If only one existed.
What does it say about our society that a video touting a prefab root cellar built by a trendy Dutch designer has been viewed 1.8 million times? That people are more paranoid about the coming apocalypse than they let on in everyday conversation? Or just that they want to get back to their roots, pun intended, by growing food and preserving it without the use of an electricity-guzzling refrigerator?
The Groundfridge, a product dreamed up by a guy in the Netherlands named Floris Schoonderbeek who has brought the world a variety of exquisitely designed products for the earth conscious (like the Dutchtub, a $6,000 outdoor wood-fired bathtub), first broke the Internet back in 2015. But it has been a gift that keeps on giving for eco-content mills like TreeHugger.com and Inhabitat.com. It’s a fiberglass sphere that’s about the size of a small bathroom, with a set of stairs leading down to it. Hire a guy with an excavator to dig a big hole, drop it in place and cover it with soil and, bang, you’re done. The insulating effect of the earth maintains the temperature at around 50 degrees Fahrenheit year-round, perfect for fruits, vegetables, cheeses and wines.
The Groundfridge continues to resurface four years later, including on the aforementioned video by Cheddar.com, which went oddly viral for a root cellar video. Odder still is that you still can’t buy a Groundfridge four years later. A number of prototypes have been installed, but Schoonderbeek’s website says it still isn’t available for purchase (it continues to be “coming soon”). Hopefully, it will come before the apocalypse does.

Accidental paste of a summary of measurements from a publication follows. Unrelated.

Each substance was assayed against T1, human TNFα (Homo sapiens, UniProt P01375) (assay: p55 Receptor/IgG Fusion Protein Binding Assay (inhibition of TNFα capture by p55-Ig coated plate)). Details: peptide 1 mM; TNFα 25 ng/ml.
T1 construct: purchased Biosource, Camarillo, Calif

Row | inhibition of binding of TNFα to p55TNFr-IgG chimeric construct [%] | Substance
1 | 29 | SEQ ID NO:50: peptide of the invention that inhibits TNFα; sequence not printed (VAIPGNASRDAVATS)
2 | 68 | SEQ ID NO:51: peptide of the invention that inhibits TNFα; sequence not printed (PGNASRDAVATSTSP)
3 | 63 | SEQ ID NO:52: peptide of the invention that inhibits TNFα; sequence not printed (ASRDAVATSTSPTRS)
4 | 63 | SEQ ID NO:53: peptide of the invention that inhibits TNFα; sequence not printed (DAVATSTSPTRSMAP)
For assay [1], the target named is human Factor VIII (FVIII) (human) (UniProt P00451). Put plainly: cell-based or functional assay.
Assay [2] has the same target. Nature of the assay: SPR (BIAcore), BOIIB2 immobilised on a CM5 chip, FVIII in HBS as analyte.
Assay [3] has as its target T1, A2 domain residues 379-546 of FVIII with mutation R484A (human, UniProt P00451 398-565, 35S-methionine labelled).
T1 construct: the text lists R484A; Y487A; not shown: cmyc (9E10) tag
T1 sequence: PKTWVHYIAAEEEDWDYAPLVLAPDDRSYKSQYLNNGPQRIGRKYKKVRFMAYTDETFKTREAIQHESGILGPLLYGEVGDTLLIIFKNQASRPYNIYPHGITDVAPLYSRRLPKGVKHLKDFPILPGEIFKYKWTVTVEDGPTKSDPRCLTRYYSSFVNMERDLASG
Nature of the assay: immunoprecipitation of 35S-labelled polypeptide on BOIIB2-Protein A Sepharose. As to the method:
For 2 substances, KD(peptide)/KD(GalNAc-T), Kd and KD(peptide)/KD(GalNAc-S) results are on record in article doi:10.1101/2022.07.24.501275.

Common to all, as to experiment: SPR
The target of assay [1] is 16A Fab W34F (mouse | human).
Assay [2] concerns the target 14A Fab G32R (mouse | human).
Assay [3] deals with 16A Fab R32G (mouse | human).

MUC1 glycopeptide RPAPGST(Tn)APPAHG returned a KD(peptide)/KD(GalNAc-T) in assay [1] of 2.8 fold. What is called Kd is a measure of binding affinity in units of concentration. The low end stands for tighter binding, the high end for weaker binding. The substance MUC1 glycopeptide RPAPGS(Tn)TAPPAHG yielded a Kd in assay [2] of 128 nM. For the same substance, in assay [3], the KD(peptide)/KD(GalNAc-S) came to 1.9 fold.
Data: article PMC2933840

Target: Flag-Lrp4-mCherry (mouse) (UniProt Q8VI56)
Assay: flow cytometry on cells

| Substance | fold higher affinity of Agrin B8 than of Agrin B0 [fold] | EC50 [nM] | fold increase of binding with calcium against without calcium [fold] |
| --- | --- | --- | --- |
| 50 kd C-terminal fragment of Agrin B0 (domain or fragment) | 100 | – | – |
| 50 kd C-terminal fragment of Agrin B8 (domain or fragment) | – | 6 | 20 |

In the meantime, those who are apocalypse savvy have been busy devising DIY knockoffs. Mother Earth News offers free plans for repurposing a prefab concrete septic tank (unused, of course) into a root cellar. Prepper sites are full of similar ideas, including root cellars made from buried shipping containers, old school buses, boats and cisterns.
A traditional wood-beam-and-stone root cellar takes quite a bit of skill and time to build, but any watertight object with sufficient structural integrity to support a few tons of earth piled on top makes a worthy, though not as quaint, alternative. It could even double as a nuclear fallout shelter for SHTF (when the s*** hits the fan, in doomsday prepper-speak). According to one prepper website, hunkering down under two feet of earth will protect you from 99 percent of the radiation. At least you’ll have something to eat while you plot your future life in the nuclear holocaust.
Rather than SHTF, I prefer “when the biomass hits the wind turbine.” Your choice.
It is a good thing, since it is a terrible idea. Much like the Designer Rocket Stoves, this seems to have been dreamed up for Koool, not for function. There are three critical factors to root cellaring: temperature, ventilation, and humidity. Traditionally, humidity is moderate with naturally absorptive materials, like wood shelving, sand floors, and dirt walls. A fibreglass sphere is asking for mold and rotting vegetables. The Groundfridge also bills itself as “actively cooled”. This may be a translation error, but in English that typically means you have to plug it in, and it has moving parts—which I guess… Read more »